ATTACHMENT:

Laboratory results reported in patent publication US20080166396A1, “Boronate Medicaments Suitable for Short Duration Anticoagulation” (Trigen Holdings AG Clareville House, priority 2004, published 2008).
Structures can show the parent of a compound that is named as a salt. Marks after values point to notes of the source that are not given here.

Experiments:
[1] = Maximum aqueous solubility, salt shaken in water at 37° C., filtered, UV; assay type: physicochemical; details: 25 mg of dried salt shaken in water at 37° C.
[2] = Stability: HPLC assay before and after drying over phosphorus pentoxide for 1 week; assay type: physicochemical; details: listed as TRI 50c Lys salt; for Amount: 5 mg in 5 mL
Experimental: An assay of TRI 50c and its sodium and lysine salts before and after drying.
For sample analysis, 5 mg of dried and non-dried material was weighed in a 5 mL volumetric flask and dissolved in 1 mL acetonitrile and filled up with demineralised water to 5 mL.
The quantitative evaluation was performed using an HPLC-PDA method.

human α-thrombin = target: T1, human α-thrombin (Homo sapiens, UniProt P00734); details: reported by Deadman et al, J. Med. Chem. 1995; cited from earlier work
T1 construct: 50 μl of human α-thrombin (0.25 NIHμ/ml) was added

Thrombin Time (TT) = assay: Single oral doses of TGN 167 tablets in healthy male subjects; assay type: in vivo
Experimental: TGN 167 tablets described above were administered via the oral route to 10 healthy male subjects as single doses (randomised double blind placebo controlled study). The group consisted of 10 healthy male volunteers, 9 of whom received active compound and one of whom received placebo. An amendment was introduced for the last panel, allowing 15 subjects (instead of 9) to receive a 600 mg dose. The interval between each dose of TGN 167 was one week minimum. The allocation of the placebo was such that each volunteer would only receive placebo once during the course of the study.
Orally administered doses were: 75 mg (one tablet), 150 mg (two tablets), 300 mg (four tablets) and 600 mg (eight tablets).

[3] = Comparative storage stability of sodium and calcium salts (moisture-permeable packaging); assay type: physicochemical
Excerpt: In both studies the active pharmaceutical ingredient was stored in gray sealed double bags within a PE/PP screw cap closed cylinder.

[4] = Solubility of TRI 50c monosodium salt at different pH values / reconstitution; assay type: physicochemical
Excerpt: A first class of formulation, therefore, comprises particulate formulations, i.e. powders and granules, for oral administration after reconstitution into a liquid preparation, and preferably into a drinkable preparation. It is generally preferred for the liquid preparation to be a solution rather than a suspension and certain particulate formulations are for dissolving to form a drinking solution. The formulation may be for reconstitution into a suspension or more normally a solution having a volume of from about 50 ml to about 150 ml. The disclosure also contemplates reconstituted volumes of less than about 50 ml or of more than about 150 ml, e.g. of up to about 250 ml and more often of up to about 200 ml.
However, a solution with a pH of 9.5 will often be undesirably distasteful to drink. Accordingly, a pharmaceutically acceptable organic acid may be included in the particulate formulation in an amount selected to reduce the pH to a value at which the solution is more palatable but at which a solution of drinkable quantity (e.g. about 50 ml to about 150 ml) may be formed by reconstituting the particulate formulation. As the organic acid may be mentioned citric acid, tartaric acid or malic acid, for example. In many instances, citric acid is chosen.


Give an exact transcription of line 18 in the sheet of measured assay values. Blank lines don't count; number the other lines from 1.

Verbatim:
However, a solution with a pH of 9.5 will often be undesirably distasteful to drink. Accordingly, a pharmaceutically acceptable organic acid may be included in the particulate formulation in an amount selected to reduce the pH to a value at which the solution is more palatable but at which a solution of drinkable quantity (e.g. about 50 ml to about 150 ml) may be formed by reconstituting the particulate formulation. As the organic acid may be mentioned citric acid, tartaric acid or malic acid, for example. In many instances, citric acid is chosen.